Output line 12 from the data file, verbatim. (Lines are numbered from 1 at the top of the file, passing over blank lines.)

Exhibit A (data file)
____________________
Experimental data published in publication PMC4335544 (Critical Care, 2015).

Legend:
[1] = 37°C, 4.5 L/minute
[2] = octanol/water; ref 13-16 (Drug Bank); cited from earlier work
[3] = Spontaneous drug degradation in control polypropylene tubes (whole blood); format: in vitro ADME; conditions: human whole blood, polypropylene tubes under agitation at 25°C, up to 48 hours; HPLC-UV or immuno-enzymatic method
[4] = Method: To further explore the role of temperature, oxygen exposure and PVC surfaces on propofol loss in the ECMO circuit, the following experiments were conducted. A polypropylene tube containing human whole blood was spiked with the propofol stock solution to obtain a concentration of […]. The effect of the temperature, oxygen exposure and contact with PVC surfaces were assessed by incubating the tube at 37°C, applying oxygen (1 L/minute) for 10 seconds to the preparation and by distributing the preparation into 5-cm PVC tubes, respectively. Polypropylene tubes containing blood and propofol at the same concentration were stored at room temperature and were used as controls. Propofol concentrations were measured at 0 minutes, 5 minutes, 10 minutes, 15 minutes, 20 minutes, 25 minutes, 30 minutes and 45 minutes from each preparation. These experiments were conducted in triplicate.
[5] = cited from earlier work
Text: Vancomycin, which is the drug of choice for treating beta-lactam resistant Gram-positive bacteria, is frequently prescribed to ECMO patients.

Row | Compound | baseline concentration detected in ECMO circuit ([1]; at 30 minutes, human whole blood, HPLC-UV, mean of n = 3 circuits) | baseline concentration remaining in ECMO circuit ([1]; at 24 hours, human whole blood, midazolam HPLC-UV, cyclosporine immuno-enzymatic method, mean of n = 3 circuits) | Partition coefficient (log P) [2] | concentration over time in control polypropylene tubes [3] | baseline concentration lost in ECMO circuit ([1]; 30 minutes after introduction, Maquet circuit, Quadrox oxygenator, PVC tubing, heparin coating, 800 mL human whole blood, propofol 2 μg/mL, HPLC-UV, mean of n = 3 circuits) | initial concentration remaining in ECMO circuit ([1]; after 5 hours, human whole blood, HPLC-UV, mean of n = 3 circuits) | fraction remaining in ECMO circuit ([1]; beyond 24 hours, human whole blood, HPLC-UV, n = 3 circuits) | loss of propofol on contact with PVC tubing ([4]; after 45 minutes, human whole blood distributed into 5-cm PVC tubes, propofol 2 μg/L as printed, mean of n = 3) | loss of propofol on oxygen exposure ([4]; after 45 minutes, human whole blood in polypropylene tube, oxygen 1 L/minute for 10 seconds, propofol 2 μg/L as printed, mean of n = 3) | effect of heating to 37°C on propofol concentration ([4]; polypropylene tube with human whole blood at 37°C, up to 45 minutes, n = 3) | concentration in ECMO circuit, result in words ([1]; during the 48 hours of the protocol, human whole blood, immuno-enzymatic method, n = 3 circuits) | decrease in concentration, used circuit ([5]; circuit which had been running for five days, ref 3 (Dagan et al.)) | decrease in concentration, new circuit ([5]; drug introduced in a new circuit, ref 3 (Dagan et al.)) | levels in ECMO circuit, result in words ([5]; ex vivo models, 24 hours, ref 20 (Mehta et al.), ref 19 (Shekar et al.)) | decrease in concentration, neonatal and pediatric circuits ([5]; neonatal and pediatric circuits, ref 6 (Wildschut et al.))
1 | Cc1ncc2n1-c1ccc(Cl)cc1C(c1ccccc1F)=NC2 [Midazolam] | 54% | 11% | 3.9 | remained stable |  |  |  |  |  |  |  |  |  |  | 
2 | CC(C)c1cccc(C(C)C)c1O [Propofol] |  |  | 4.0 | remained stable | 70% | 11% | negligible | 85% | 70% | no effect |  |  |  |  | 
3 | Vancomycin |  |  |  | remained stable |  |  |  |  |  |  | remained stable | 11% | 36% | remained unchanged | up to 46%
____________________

3 | Vancomycin |  |  |  | remained stable |  |  |  |  |  |  | remained stable | 11% | 36% | remained unchanged | up to 46%